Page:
Place: United Reformed Church, Sutton Coldfield, B73 6AA
Day: Weekly on Thursdays.
Time: 2.00 pm
Speaker: Toby McLeod
Definitive meeting dates are displayed in the Monthly Programme.
Subject: Foreign History 'The Scramble for Africa'
The Scramble for Africa
It seems that Africa is seldom out of the news with frequent famines and civil wars, to the Rwandan crisis of the 1990s, the death of Robert Mugabe and the rapid exploitation of the continent by Chinese industry and business concerns.
The roots of Africa’s current woes date from the years from 1880 to 1914 that saw unprecedented European colonisation of the continent. Fired by missionary zeal, patriotic pride and the thirst for valuable raw materials, the great powers of Europe carved up Africa between themselves with scant regard for the wishes or aspirations of the indigenous peoples.
The history of Africa in subsequent years has been wholly shaped by the dark and bloody events of this sombre chapter of imperialist expansion. Join Toby McLeod in this journey into the Dark Heart of Africa explained with lively illustrated talks that will open up this hitherto little-explored area of history and provide a useful background to recent and current events in Africa.
I studied these events of the late Victorian era through to the commencement of World War I with great interest both at school for my GCE (as it was then) and again at University, but that was over half a century ago so I am ready for refreshed enlightenment of this incredible period.
This interest has taken me to the battlefields of Natal - Rorke's Drift; Isandlwana; Blood River; Speion Kop; Ladysmith; Cetswayo's Kraal etc, where the battles of the period can be imagined and almost re-enacted by being present at the locations of the events.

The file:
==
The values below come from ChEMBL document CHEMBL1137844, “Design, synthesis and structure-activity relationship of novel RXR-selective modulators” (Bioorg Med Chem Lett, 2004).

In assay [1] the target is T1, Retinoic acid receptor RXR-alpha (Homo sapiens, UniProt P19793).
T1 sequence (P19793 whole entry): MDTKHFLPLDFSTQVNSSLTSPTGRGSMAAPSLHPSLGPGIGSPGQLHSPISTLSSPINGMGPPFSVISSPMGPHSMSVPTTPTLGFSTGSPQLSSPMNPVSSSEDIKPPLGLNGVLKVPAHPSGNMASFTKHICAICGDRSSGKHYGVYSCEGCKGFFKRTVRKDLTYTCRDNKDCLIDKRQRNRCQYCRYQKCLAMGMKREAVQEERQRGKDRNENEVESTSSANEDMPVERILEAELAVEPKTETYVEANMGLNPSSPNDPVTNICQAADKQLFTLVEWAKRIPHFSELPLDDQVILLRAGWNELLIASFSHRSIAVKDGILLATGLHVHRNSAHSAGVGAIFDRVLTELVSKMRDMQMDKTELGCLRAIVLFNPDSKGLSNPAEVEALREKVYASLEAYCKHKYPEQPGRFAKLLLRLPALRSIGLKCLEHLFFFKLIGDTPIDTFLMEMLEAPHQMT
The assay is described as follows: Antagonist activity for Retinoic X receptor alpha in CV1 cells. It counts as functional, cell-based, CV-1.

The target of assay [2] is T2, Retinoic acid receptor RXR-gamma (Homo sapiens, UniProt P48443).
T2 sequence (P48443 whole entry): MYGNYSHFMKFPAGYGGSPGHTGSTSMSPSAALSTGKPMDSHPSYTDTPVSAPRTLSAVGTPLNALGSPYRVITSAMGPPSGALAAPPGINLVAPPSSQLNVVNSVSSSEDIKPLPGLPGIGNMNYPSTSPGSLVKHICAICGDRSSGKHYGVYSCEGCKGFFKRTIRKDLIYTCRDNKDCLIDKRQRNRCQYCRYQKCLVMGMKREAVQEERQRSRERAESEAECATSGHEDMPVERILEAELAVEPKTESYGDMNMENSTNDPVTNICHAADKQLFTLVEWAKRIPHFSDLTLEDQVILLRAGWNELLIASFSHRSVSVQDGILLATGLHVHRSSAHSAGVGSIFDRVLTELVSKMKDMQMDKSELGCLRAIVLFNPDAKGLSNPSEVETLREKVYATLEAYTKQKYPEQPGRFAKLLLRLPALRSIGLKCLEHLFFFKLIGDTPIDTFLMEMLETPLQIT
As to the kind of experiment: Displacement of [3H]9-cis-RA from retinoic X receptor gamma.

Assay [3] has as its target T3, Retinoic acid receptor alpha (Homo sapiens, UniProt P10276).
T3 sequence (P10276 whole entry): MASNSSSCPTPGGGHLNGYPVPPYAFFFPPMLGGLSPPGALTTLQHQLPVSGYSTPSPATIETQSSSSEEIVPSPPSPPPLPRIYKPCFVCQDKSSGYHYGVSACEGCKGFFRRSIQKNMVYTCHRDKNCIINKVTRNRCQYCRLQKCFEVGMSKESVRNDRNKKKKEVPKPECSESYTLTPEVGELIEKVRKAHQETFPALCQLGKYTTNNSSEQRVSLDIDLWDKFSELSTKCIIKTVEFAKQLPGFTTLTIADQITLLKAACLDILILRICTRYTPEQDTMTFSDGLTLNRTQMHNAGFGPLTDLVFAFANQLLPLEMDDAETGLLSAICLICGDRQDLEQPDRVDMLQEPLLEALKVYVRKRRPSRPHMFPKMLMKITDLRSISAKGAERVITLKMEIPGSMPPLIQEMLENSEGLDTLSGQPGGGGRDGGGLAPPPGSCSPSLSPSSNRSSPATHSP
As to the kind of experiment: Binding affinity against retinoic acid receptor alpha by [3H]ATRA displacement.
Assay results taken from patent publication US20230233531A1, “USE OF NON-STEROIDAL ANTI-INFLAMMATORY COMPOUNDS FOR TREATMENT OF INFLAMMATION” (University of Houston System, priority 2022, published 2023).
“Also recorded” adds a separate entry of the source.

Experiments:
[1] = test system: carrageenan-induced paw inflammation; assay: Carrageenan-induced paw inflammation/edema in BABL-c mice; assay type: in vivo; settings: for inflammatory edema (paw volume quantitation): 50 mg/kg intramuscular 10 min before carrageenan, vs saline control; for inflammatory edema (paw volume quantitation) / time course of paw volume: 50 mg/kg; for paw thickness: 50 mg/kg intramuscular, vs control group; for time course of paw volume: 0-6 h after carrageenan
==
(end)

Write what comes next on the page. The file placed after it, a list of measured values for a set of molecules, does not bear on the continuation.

The illustration depicted here, in 'Sage' and on the A5 posters on the notice board is of Cecil Rhodes' 'Cape to Cairo' vision.
We have so far been introduced to the situation in Africa during the 19th Century and the second talk concentrated on the great explorers before a comprehensive guide to the mineral discoveries in South Africa - the discovery of diamonds at the 'Big Hole' in Kimberley - and then gold on the Witwatersrand. At that time both were situated in the Boer Republic of the Transvaal, and it was these discoveries - amongst other factors - which led to conflict with the Boers.
At the same time trouble was brewing in the Zulu kingdom - present-day KwaZulu Natal, which led to further battles at Isandlwana and Rorke's Drift. These battles have been immortalised in the films 'Zulu Dawn' and 'Zulu, in which Michael Caine made his film debut.
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